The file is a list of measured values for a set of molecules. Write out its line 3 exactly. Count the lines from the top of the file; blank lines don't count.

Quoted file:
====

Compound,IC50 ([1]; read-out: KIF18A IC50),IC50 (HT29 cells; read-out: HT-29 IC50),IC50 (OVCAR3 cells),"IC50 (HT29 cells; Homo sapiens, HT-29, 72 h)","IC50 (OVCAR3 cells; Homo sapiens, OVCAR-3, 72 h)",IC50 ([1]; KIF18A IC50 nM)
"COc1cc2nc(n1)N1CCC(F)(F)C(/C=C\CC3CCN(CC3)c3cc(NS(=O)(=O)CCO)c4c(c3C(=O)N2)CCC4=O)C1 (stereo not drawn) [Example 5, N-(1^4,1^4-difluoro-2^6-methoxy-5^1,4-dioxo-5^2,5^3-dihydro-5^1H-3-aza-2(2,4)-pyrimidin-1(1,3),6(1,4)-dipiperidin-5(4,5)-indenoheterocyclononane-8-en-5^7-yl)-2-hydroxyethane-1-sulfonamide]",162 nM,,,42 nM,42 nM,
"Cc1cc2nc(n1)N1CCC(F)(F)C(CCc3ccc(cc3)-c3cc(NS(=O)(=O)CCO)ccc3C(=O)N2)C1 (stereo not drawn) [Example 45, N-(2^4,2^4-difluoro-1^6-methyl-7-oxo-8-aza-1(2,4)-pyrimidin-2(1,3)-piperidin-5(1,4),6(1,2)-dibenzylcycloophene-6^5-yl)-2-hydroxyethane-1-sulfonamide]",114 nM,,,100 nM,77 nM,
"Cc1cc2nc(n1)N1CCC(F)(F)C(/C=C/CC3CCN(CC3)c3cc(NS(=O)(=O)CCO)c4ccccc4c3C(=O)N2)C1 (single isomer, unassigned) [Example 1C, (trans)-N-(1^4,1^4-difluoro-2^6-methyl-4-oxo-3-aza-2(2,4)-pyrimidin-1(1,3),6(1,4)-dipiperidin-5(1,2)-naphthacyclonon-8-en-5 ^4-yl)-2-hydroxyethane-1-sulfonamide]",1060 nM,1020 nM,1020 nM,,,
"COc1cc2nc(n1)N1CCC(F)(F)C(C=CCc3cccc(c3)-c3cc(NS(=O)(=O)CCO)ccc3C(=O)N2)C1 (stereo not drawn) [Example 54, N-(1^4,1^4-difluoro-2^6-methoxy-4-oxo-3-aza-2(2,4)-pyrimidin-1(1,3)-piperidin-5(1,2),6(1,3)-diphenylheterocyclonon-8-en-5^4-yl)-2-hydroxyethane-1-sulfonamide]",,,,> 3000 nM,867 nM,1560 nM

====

"Cc1cc2nc(n1)N1CCC(F)(F)C(CCc3ccc(cc3)-c3cc(NS(=O)(=O)CCO)ccc3C(=O)N2)C1 (stereo not drawn) [Example 45, N-(2^4,2^4-difluoro-1^6-methyl-7-oxo-8-aza-1(2,4)-pyrimidin-2(1,3)-piperidin-5(1,4),6(1,2)-dibenzylcycloophene-6^5-yl)-2-hydroxyethane-1-sulfonamide]",114 nM,,,100 nM,77 nM,